In a joint letter with U.S. Senators Jeanne Shaheen, Richard Blumenthal and Jack Reed, Warner and Kaine asked that Secretary Hagel and Director Cordray investigate these claims, educate servicemembers about these practices and look into potential actionsto ensure active duty servicemembers are able to defend themselves. In a follow up letter with U.S. Senators Richard Blumenthal, Mazie Hirono, Tom Udall and Ed Markey, Warner and Kaine urged Director Cordray and Chairwoman Ramirez to close a loophole in the Fair Debt Collection Practices Act (FDCPA) that the company has used to file claims in Virginia and win default judgments against servicemembers vulnerable to abusive loan contracts and who may currently be serving in a different state or country.
“According to the report, these retailers seemingly included a provision in the fine print of their contracts that allows the retailers to bring suit against servicemembers in certain jurisdictions in the Commonwealth of Virginia, even though they may not be based there or, in fact, ever have been based there,” the Senators wrote to Secretary Hagel and Director Cordray. “We urge you to fully investigate these claims and educate our servicemembers about their rights and the debt collection practices used by these retailers.”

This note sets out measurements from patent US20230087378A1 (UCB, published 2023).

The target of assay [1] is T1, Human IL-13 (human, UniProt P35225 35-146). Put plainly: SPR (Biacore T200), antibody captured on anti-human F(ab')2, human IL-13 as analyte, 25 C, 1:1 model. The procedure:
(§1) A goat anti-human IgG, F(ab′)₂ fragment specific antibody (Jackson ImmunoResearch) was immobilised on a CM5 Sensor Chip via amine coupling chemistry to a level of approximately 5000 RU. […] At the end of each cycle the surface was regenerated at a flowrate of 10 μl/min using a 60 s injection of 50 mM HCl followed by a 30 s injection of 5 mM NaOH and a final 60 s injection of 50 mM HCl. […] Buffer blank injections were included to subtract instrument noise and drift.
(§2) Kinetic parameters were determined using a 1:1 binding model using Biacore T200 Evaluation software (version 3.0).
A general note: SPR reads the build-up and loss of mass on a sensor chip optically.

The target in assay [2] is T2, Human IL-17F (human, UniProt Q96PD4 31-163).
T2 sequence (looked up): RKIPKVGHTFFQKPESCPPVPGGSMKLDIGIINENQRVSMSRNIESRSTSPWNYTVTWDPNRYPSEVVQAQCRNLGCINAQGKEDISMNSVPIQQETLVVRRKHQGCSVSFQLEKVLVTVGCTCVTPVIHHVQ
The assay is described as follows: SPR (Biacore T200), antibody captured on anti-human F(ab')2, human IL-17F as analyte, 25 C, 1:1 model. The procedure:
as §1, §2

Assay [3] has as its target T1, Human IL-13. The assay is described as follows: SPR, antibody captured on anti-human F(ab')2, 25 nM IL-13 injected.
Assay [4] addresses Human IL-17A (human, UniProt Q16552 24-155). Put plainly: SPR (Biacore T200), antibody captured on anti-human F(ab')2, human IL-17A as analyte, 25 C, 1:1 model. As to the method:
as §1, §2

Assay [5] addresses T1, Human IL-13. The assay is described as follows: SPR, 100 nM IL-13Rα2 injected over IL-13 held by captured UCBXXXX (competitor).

In the letter, the Senators cited the Servicemember Civil Relief Act (SCRA) that was implemented to protect the legal interests of servicemembers who often face unique financial circumstances as a result of their deployment or service to our nation. Specifically, the Senators said, “the SCRA allows servicemembers to devote their full attention to protecting our country and seeks to prevent unscrupulous actors from taking advantage of financial challenges that may result from a deployment.” The recent report, however, indicates “that certain retailers may have violated the spirit of this law.”